You are here

Fanfiction Reviews and Academic Literacy: Potential Impacts and Implications

Download pdf | Full Screen View

Date Issued:
2019
Abstract/Description:
This study is meant to elucidate how fanfiction-related activities can incorporate many types of critical review, to call attention to what has been overlooked as significant forms of learning, and to understand and take advantage of the opportunities fanfiction's unconventional writing affords in lieu of more deliberate learning environments. This thesis was undertaken due to the significant gap in work done by aca-fan (-) a portmanteau of academic and fan(-) scholars who have strong links to the fanfiction community and culture. The aspects explored are the technical writing skills and techniques demonstrated in fanfiction reviews, the influence of the nontraditional online learning environment, the rhetorical strategies that reviewers use to give feedback, the significant categories of things that reviewers comment on, and the value of skills taught peer-to-peer in this manner. The results of my research suggest that peer review in a relaxed, non-academic context leads to improved confidence and skill among a wide demographic range. This thesis proposes that fanfiction writing, reading, and reviewing supports learning. The evidence suggests that it be incorporated where applicable in formal classroom learning to supplement traditional understandings of grammar, syntax, tone, and the use of universal tropes.
Title: Fanfiction Reviews and Academic Literacy: Potential Impacts and Implications.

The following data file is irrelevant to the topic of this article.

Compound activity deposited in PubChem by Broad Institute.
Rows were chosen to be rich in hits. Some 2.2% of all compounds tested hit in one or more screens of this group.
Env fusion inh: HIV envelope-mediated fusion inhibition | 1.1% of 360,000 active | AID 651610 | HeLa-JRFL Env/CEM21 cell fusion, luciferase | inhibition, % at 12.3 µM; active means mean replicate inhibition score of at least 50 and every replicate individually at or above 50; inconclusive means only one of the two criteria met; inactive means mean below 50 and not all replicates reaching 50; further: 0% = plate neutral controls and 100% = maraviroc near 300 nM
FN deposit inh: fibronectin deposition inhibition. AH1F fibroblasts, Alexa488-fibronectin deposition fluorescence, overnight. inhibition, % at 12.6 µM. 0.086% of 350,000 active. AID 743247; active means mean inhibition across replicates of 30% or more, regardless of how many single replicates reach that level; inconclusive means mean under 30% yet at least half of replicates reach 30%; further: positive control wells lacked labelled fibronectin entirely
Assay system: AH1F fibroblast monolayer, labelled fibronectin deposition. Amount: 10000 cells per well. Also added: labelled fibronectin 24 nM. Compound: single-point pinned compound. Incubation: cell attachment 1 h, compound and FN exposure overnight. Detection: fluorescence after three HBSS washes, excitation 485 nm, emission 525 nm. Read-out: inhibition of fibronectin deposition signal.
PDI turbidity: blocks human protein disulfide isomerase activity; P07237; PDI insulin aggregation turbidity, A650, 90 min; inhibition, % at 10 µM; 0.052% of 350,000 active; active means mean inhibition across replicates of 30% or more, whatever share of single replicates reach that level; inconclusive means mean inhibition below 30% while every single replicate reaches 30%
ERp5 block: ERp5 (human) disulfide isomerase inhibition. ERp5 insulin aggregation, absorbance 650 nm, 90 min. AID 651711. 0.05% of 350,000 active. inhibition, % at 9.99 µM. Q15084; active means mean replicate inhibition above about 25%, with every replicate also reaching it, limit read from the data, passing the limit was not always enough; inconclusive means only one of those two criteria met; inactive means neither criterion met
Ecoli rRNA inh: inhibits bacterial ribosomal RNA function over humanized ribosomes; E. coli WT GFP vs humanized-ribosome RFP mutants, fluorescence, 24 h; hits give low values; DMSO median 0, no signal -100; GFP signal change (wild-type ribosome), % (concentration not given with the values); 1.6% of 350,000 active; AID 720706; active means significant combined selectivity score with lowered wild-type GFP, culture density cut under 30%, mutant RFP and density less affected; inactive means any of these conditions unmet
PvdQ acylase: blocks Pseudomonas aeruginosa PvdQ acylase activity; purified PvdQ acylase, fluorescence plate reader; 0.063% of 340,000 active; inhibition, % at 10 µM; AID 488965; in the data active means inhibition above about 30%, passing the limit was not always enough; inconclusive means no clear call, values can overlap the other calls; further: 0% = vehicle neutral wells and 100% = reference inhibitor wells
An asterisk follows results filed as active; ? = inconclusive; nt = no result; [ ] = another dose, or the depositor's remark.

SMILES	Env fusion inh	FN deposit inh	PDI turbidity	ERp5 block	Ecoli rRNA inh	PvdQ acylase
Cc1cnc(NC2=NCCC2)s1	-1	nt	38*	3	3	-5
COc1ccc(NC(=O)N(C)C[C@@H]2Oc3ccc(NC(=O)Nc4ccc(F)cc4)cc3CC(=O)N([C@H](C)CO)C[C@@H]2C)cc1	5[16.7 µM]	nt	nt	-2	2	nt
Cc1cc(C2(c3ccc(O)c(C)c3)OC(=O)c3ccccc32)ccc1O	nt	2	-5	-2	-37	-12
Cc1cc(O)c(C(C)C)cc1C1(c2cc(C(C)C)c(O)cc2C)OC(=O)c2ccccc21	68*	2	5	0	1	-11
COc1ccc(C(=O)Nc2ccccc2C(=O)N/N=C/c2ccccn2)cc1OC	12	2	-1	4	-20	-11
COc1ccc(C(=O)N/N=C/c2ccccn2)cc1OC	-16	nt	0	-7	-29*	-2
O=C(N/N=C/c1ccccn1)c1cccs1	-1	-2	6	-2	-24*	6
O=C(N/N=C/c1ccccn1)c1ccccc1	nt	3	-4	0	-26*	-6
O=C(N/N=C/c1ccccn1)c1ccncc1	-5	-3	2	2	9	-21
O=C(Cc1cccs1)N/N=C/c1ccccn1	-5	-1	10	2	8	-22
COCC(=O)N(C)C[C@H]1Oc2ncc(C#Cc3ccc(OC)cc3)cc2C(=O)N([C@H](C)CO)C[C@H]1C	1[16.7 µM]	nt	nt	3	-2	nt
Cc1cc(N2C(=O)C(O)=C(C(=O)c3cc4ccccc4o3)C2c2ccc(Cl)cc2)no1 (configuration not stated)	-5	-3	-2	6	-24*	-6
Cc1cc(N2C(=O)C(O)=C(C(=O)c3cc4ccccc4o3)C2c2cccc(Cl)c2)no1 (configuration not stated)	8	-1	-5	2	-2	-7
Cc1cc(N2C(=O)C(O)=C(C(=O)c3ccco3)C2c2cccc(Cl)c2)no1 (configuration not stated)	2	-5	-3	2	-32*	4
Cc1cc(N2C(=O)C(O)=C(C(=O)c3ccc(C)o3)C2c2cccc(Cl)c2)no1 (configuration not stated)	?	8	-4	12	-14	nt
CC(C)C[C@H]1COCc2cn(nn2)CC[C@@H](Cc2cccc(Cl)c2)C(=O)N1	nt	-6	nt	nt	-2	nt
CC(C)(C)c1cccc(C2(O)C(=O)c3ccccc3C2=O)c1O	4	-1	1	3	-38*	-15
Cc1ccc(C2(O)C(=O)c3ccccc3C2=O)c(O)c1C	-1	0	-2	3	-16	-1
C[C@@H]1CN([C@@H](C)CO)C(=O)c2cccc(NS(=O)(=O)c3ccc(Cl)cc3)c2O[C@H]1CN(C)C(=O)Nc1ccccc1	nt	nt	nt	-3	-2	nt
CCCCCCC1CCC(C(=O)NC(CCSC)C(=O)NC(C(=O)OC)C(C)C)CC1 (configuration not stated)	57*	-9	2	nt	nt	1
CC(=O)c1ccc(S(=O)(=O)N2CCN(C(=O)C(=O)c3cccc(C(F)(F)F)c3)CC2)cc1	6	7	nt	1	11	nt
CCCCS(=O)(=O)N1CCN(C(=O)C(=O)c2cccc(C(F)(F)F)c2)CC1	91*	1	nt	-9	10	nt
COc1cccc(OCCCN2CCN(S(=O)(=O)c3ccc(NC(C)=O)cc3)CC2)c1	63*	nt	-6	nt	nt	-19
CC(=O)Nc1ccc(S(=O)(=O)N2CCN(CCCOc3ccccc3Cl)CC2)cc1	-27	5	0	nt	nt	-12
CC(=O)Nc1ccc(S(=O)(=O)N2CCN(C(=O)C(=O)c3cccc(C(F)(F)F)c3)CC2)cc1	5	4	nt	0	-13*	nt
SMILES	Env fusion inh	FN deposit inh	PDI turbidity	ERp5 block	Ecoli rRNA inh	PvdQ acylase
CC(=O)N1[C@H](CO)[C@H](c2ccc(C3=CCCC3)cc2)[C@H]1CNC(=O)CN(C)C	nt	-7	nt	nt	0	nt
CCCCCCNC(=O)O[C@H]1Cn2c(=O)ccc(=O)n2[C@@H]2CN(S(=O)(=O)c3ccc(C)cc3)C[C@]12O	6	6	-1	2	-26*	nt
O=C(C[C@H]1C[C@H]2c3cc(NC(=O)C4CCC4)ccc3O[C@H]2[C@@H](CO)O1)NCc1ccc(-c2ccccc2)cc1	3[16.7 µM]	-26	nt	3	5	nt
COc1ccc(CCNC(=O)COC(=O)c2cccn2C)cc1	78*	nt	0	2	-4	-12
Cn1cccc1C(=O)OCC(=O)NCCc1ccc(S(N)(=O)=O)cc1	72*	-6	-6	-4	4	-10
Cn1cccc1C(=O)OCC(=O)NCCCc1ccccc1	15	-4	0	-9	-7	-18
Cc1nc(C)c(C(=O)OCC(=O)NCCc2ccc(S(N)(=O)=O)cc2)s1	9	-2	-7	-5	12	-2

19 views
15 downloads
Name(s): Weiler, Regina, Author
Katt, James, Committee Chair
Musambira, George, Committee Member
Butler, John, Committee Member
University of Central Florida, Degree Grantor
Type of Resource: text
Date Issued: 2019
Publisher: University of Central Florida
Language(s): English
Abstract/Description: This study is meant to elucidate how fanfiction-related activities can incorporate many types of critical review, to call attention to what has been overlooked as significant forms of learning, and to understand and take advantage of the opportunities fanfiction's unconventional writing affords in lieu of more deliberate learning environments. This thesis was undertaken due to the significant gap in work done by aca-fan (-) a portmanteau of academic and fan(-) scholars who have strong links to the fanfiction community and culture. The aspects explored are the technical writing skills and techniques demonstrated in fanfiction reviews, the influence of the nontraditional online learning environment, the rhetorical strategies that reviewers use to give feedback, the significant categories of things that reviewers comment on, and the value of skills taught peer-to-peer in this manner. The results of my research suggest that peer review in a relaxed, non-academic context leads to improved confidence and skill among a wide demographic range. This thesis proposes that fanfiction writing, reading, and reviewing supports learning. The evidence suggests that it be incorporated where applicable in formal classroom learning to supplement traditional understandings of grammar, syntax, tone, and the use of universal tropes.
Identifier: CFE0007553 (IID), ucf:52603 (fedora)
Note(s): 2019-05-01
M.A.
Arts and Humanities, Writing and Rhetoric
Masters
This record was generated from author submitted information.
Subject(s): fanfiction -- fanfic -- writing -- reviewing -- dragonball z -- Internet communities -- fandom -- online learning environment -- rhetoric -- critique -- peer review -- students as teachers -- classroom application -- online classrooms -- writing about writing -- FF.net -- fanfiction.net -- English language learners -- New media literacy -- Savior of Demons
Persistent Link to This Record: http://purl.flvc.org/ucf/fd/CFE0007553
Restrictions on Access: public 2019-05-15
Host Institution: UCF

In Collections